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Upward Mobility and the Common Good

Upward Mobility and the Common Good: Toward a Literary History of the Welfare State

Bruce Robbins
Copyright Date: 2007
Pages: 330
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  • Book Info
    Upward Mobility and the Common Good
    Book Description:

    We think we know what upward mobility stories are about--virtuous striving justly rewarded, or unprincipled social climbing regrettably unpunished. Either way, these stories seem obviously concerned with the self-making of self-reliant individuals rather than with any collective interest. InUpward Mobility and the Common Good, Bruce Robbins completely overturns these assumptions to expose a hidden tradition of erotic social interdependence at the heart of the literary canon.

    Reinterpreting novels by figures such as Balzac, Stendhal, Charlotte Brontë, Dickens, Dreiser, Wells, Doctorow, and Ishiguro, along with a number of films, Robbins shows how deeply the material and erotic desires of upwardly mobile characters are intertwined with the aid they receive from some sort of benefactor or mentor. In his view, Hannibal Lecter ofThe Silence of the Lambsbecomes a key figure of social mobility in our time. Robbins argues that passionate and ambiguous relationships (like that between Lecter and Clarice Starling) carry the upward mobility story far from anyone's simple self-interest, whether the protagonist's or the mentor's. Robbins concludes that upward mobility stories have paradoxically helped American and European society make the transition from an ethic of individual responsibility to one of collective accountability, a shift that made the welfare state possible, but that also helps account for society's fascination with cases of sexual abuse and harassment by figures of authority.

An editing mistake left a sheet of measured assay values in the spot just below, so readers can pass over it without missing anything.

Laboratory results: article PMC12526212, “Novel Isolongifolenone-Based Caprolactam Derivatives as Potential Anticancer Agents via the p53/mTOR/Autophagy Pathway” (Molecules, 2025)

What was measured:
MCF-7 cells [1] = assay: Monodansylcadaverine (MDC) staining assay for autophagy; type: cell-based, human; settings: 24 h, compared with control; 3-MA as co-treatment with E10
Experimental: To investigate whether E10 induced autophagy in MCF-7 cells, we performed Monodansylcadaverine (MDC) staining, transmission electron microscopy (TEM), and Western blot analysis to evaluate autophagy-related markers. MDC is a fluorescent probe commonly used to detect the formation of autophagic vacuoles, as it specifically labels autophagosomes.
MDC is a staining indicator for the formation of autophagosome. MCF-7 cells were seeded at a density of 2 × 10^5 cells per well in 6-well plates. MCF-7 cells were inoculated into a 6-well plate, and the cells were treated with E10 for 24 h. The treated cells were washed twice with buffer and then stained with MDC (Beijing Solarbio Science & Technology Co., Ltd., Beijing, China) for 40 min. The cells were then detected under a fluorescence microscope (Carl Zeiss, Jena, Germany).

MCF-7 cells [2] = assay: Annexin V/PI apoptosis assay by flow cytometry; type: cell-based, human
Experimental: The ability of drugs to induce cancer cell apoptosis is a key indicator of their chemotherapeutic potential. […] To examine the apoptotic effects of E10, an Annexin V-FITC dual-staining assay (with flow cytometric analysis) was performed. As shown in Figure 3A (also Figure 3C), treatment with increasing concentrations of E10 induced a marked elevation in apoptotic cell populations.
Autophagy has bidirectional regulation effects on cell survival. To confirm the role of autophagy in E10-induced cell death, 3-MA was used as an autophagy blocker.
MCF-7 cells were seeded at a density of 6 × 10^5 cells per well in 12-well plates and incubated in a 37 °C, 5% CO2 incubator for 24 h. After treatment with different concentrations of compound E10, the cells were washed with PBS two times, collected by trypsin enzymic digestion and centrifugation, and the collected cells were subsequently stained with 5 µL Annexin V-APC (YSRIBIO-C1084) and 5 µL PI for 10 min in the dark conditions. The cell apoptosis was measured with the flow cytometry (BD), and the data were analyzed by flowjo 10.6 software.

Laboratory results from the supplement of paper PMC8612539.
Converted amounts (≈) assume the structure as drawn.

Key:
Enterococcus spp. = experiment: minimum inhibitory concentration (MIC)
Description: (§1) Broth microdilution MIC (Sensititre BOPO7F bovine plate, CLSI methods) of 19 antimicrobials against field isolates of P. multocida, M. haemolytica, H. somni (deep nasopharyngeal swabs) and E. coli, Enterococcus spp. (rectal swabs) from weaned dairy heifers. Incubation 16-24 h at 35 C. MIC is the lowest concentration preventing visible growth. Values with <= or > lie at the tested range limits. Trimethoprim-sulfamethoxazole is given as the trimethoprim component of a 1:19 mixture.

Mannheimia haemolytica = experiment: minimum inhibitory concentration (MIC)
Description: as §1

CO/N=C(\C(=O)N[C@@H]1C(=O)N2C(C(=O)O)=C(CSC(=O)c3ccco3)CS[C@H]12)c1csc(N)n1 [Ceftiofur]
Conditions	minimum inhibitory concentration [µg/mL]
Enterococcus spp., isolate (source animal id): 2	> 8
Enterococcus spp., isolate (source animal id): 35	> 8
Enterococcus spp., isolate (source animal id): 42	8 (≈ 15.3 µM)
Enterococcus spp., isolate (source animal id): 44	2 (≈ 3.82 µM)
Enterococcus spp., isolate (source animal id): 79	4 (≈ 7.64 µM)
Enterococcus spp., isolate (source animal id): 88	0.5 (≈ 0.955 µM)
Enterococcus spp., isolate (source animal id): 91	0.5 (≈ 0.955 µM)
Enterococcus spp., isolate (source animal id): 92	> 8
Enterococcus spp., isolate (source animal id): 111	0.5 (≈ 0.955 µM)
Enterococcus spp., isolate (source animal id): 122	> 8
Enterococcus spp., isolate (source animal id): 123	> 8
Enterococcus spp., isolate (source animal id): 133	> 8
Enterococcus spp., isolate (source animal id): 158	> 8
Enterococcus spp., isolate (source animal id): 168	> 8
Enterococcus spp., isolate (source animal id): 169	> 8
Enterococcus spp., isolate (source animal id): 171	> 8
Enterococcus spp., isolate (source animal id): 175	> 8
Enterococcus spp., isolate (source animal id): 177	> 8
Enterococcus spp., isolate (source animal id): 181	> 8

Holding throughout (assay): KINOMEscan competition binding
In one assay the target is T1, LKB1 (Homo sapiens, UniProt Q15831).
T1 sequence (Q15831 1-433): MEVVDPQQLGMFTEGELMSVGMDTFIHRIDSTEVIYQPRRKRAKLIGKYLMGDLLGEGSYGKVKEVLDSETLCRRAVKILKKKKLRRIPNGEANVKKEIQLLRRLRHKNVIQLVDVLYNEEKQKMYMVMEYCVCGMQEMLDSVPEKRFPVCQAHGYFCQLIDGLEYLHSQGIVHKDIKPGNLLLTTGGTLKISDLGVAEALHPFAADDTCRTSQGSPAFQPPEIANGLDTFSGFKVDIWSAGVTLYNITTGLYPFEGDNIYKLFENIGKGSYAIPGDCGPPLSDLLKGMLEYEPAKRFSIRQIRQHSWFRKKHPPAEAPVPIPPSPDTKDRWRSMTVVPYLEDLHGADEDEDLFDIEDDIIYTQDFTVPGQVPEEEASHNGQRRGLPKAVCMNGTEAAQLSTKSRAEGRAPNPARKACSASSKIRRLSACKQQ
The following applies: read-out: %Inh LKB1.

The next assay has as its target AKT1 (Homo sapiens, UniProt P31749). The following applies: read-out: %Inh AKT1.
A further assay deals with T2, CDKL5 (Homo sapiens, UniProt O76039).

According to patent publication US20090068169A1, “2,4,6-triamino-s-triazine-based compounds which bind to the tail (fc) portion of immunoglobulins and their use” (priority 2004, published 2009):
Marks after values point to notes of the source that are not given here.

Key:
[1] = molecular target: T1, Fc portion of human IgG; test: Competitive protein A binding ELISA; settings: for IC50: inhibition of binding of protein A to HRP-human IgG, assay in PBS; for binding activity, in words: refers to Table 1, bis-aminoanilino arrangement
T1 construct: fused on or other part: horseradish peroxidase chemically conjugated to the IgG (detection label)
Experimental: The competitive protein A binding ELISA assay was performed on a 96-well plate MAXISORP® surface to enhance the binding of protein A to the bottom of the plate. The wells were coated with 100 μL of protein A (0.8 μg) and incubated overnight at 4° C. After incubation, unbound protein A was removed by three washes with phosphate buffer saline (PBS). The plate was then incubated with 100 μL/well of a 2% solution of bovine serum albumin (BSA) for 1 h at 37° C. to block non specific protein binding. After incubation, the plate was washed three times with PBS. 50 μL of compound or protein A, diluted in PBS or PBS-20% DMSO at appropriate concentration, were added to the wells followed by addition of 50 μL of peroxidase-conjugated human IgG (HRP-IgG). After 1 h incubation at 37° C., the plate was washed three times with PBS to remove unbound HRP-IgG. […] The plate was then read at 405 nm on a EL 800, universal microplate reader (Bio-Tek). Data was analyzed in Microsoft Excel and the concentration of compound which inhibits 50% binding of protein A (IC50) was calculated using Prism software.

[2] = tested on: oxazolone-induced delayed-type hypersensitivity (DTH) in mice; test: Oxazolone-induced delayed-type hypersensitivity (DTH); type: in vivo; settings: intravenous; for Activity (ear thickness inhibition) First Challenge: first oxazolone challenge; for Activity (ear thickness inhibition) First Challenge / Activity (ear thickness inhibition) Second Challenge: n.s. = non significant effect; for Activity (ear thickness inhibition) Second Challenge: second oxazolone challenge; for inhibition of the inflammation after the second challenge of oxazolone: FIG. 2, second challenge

eISBN: 978-1-4008-2765-7
    Subjects: Language & Literature, Political Science, Film Studies

Table of Contents

  1. Front Matter
    (pp. i-vi)
  2. Table of Contents
    (pp. vii-viii)
  3. PREFACE Someone Else’s Life
    (pp. ix-xx)
  4. INTRODUCTION The Fairy Godmother
    (pp. 1-21)

    Early in Thomas Harris’s novelSilence of the Lambs(1988), Dr. Hannibal Lecter, psychiatrist, serial killer, and cannibal, makes a proposal to Clarice Starling, FBI trainee, through the bars of his cell.

    “I’ll give you what you love most, Clarice Starling.”

    “What’s that, Dr. Lecter?”

    “Advancement, of course.”¹

    As usual, Lecter is right.Silence of the Lambscould be described in various ways—as a Gothic horror story, a detective thriller, or an oblique argument for vegetarianism. But if what matters is what Starling wants most (which is also what she gets), then the novel should be classified as a...

  5. CHAPTER ONE Erotic Patronage: Rousseau, Constant, Balzac, Stendhal
    (pp. 22-54)

    The early books of Rousseau’sConfessionsdevote some of their most famous pages to the young Jean-Jacques’s singular relationship with Madame de Warens, a Swiss convert to Catholicism who had separated from her husband and moved to Annecy.² Some thirteen years older than Rousseau, Madame de Warens picks the fifteen-year-old runaway off the streets, gives him a home and a start in the world, and after some time makes him her lover.³ In the last of hisReveries of a Solitary Walker, Rousseau recalls that the happiest days of his life were those he spent with the woman who he...

  6. CHAPTER TWO How to Be a Benefactor without Any Money
    (pp. 55-85)

    On the first page of Gissing’sNew Grub Street(1891), the early and upwardly rising Jasper Milvain announces to his mother and sister over breakfast: “There’s a man being hanged in London at this moment.”¹ Looking back at this scene from the last page, when Milvain has realized his ambitions, his friend and fellow writer Reardon has fallen into poverty and died, and Milvain has married Reardon’s beautiful upper-class widow, the logic seems clear and zero-sum. Someone has to die in order for someone else to rise.